Understanding competitive forces is a fundamental premise of business leadership. Harvard Business School professor and author Michael Porter is a renowned expert on strategy and competition. He has written extensively on the nature of competition between rival firms and nations. Porter's groundbreaking essay, "How Competitive Forces Shape Strategy," was first published in 1979; twenty-five years later, Porter's "Five Forces," as they have come to be known, still aptly describe the interplay between rival firms' strategic endeavors.

As Porter outlined, the five main forces shaping competition between firms in similar industries are the following:

  • Buyer bargaining power

  • Supplier bargaining power

  • The threat of substitute products

  • Rivalry

  • Barriers to entry

In his essay, Porter lists "economies of scale" and "cost disadvantages independent of size" as two of the major sources of "barriers to entry."3 Although "learning curves," "experience curves," and "economies of scale" are concepts typically applied to manufacturing environments, these concepts also have distinct applications in IT, relative to the management of IT assets, and storage assets in particular.

Without a doubt, one of the most significant vulnerabilities facing companies today is the state of enterprise storage, now in overwhelming disarray following the deployment at breakneck speed of over two million DAS external disk units worldwide between the years of 1999 and 2003. The total number of DAS versus networked storage units sold between 1999 and 2003 is shown in Table 1-1.

Table 1-1 Worldwide External Non-OEM Factory Revenue ($M) and Shipments, 1999-2003 (Source: IDC, 2004)4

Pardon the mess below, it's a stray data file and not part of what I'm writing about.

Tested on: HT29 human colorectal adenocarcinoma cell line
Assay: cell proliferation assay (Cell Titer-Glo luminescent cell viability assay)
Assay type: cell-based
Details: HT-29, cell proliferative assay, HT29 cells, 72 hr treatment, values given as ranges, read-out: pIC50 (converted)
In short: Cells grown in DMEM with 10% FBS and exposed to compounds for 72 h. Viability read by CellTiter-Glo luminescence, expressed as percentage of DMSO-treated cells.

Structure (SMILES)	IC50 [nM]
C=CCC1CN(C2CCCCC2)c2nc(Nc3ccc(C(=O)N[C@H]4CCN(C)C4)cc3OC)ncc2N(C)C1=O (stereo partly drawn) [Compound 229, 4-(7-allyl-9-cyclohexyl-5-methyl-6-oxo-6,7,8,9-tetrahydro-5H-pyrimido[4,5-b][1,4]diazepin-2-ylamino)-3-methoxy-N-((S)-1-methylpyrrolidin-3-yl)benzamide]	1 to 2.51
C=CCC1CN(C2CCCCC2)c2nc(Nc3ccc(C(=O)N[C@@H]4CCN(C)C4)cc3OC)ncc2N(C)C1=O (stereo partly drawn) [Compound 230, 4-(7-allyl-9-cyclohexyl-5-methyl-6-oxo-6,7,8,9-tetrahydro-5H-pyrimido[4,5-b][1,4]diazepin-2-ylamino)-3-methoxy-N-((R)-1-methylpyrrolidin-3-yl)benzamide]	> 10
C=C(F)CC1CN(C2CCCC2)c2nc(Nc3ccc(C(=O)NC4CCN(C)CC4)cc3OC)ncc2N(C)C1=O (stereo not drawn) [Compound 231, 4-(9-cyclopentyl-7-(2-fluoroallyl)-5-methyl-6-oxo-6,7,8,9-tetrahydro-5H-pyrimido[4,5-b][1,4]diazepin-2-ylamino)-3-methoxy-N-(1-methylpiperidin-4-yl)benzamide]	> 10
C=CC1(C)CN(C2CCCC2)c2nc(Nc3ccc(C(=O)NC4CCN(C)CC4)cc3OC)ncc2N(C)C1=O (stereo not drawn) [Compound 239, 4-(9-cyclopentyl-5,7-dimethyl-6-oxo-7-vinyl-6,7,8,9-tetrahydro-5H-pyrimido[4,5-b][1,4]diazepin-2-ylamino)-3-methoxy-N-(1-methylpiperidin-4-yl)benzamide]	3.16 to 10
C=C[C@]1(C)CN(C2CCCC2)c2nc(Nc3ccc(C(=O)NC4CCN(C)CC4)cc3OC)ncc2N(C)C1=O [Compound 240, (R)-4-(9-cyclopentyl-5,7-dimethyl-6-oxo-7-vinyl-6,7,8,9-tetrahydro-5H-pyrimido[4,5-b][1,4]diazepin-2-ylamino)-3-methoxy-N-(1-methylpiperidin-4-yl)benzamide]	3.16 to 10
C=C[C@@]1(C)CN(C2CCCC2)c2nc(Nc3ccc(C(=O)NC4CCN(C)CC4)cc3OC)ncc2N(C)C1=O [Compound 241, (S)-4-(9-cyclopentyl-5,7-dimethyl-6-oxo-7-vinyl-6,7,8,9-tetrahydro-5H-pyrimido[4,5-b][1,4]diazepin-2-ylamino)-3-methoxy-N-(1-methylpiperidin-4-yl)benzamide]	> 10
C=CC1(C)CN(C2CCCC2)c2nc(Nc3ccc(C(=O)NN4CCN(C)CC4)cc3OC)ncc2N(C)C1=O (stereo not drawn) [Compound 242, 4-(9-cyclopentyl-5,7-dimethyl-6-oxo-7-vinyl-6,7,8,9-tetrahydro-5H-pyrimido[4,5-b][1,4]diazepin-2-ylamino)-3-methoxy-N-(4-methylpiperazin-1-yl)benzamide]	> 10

Worldwide External Non-OEM Factory Revenue ($M) and Shipments, 1999-2003



















DAS Units












Networked Units






*Denotes SAN and NAS storage.

Jon William Toigo outlined the storage management problem facing IT managers in his book, The Holy Grail of Storage Management, published in 2000. Toigo stated clearly and early on that corporate IT departments would face serious challenges in the coming years with managing data storage. The need for online or near-online data and the lack of a rational strategy for dealing with storage growth indicated that in a short amount of time, companies would have their hands full of storage problems.5 Few in corporate IT today are in a position to disagree with Toigo.

Storage networks allow firms to drive down operational costs and increase economies of scale to remain competitive. At the same time, storage networks allow firms to address critical business vulnerabilities. Although storage networks alone do not magically solve all storage-related problems, a networked storage infrastructure does help increase operational and utilization efficiencies, which ultimately lowers the overall storage total cost of ownership (TCO).


Storage networks do not intrinsically solve the problems related to data and information management, but in later chapters I demonstrate how economies of scale with regard to storage management (and the cost advantages of increased storage utilization) have a significant impact on the firm's bottom line.

The ubiquity of information technology resources in corporate datacenters underscores the drop in prices for IT products and the diminished magnitude of the capital outlays required to build an enterprise-level IT infrastructure. This ubiquity is the tangible evidence—the hangover, if you will—from the party that heralded the advent of the New Economy.